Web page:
Wed, 18 Dec 2019 15:07:59 GMT
Since being founded in 2007, the Romanian production house Studioset has worked on a diverse range of projects across Europe and the Middle East. Here, their partner Damian Groves explains how the studio has earned its reputation for specialising in tabletop projects.
You can check out a gallery of Studioset's tabletop work below:
Q> Damian, Studioset have been specialising in Tabletop productions for a few years now… what would you say sets Studioset apart?
Damian Groves> Unlike other servicing companies, Studioset has its own home-grown talent; a team of professionals from directors, food stylists to bolt operators. We have developed our unique style and work process together, so we’re a tight knit team – a small family if you will. In our work, we’ve covered food and beverages to cosmetics, including brands from Nivea, Pizza Hut and Heinz to Nestle, Coca-Cola and KFC to name a few.
Also, I think there’s something to be said about starting out as underdogs on the local market - having to work with less to produce more has enabled our team to compete and grow rapidly, and perhaps most importantly, know how to creatively squeeze the most production value out of what were previously limited means. As we’ve risen to the top of the local market, we’re aiming at the UK market as we believe we can offer tremendous value and unparalleled cost-savings without sacrificing quality in the end product.
Q> How do you approach tabletop shoots from other live-action or animation projects?
DG> I personally think that tabletop shares many aspects with animation and live action, in fact you could say it’s a bit like a combination of the two. Patience and meticulous attention to detail is a common trait shared by both tabletop and stop-frame animation, while editing tabletop and live action requires a similar approach when thinking about time and rhythm.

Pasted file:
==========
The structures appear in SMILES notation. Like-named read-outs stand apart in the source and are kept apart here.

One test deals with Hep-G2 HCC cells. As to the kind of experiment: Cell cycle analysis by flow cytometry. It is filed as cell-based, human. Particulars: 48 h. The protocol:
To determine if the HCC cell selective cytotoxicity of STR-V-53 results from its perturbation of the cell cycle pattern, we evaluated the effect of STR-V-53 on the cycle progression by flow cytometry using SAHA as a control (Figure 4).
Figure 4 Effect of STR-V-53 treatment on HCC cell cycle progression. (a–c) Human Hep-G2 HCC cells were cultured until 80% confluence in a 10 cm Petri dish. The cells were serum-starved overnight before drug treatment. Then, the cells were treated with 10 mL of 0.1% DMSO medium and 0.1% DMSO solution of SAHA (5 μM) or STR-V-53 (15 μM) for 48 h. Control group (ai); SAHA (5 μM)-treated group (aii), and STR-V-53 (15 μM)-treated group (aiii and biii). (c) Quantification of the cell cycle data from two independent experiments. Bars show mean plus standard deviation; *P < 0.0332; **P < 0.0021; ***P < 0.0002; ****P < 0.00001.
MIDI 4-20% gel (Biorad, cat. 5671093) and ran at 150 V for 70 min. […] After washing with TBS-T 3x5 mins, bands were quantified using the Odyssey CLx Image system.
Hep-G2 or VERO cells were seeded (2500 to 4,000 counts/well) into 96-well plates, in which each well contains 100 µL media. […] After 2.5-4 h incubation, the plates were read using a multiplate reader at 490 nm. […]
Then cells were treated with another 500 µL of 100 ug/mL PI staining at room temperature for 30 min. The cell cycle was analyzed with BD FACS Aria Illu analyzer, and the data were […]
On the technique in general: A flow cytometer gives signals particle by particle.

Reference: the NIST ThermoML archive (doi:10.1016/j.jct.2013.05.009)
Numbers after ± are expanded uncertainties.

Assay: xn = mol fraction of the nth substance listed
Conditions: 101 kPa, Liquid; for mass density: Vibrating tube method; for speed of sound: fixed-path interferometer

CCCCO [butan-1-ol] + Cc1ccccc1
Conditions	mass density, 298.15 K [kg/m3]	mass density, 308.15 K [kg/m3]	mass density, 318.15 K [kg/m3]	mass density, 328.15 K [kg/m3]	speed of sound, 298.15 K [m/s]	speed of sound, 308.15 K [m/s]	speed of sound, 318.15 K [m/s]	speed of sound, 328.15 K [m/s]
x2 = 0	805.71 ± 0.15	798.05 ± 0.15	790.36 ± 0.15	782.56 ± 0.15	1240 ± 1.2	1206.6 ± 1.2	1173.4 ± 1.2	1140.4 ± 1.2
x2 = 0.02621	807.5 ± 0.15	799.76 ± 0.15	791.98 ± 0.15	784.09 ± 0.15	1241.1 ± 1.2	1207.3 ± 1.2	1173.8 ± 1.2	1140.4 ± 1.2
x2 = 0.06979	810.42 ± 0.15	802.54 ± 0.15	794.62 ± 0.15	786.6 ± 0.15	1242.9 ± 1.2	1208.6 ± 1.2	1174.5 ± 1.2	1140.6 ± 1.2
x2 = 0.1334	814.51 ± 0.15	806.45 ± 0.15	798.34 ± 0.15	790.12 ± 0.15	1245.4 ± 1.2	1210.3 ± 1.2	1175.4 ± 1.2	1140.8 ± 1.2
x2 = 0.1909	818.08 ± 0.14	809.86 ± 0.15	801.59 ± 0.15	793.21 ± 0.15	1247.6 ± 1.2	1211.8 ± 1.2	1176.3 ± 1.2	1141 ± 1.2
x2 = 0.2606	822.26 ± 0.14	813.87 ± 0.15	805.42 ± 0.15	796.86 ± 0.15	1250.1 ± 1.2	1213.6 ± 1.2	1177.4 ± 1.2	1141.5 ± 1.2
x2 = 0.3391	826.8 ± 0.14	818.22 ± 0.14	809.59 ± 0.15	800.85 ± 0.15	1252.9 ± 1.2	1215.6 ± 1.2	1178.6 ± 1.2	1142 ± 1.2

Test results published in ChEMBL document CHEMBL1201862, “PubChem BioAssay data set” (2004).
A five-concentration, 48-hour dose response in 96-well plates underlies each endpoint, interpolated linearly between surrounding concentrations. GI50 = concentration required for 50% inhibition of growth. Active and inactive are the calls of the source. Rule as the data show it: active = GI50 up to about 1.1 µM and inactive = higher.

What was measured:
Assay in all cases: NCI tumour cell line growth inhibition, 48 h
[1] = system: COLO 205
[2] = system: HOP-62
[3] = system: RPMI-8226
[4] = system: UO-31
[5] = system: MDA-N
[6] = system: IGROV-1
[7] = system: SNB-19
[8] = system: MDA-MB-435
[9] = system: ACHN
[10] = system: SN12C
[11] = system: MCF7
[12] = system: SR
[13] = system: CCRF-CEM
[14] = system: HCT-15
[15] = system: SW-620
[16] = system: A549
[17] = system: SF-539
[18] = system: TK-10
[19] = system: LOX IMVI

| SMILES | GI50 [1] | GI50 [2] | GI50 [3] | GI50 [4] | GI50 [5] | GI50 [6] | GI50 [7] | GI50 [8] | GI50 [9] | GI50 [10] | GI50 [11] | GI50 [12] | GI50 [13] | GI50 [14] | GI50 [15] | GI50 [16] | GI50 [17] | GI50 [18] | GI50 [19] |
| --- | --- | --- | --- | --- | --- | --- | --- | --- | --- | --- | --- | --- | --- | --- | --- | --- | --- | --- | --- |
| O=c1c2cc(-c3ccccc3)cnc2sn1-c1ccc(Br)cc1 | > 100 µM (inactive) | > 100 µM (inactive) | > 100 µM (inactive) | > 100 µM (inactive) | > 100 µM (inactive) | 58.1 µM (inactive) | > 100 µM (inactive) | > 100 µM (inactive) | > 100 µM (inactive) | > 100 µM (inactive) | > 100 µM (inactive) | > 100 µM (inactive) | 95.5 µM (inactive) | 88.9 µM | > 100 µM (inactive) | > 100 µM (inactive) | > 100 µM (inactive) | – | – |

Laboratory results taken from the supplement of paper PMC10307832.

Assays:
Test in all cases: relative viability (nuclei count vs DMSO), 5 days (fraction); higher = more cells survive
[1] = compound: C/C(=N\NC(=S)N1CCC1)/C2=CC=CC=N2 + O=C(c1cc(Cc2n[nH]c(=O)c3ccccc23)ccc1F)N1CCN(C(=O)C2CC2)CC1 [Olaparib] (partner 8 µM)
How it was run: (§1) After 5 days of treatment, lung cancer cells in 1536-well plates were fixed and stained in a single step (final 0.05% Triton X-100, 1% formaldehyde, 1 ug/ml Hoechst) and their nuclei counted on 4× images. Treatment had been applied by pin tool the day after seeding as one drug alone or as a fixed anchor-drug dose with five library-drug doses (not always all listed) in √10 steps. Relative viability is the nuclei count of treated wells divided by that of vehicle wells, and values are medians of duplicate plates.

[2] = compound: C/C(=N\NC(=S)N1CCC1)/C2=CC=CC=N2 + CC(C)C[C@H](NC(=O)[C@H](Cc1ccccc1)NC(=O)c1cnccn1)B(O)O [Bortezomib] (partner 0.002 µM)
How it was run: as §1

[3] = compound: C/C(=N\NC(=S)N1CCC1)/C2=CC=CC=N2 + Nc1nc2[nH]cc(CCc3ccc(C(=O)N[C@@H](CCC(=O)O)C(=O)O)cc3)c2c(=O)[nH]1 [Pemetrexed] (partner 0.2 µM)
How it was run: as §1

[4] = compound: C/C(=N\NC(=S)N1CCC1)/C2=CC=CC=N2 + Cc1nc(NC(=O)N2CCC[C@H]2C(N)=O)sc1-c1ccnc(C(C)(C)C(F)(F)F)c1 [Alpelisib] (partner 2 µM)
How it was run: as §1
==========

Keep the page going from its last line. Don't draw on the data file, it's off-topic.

Q> How do you keep abreast of the very latest visual trends and technology and how are you equipped to create relevant and effective tabletop content?
DG> Tabletop is a dynamic, fast-developing area and very much linked to the latest advances in technology. Whether it’s a new slow-motion camera that captures a higher frame rate at better resolution or a faster more accurate robot arm, keeping up with the latest technology is paramount. We are always trying to invent new ways to use the tech, and in doing so you automatically create new visual styles and push the boundaries. I think the robot arms in particular still haven’t reached their full potential, so for sure there’ll be some hidden gems yet to discover.
Technology really has helped the process of capturing food in all its glory…It’s all about getting up close and personal to the food - whether it be a probe lens or capturing something you only see with slow motion – it’s all about discovering new perspectives and placing the product in its best light.
Q> How important is it that the cameraman and director are as skilled and experienced as the tech they are working with?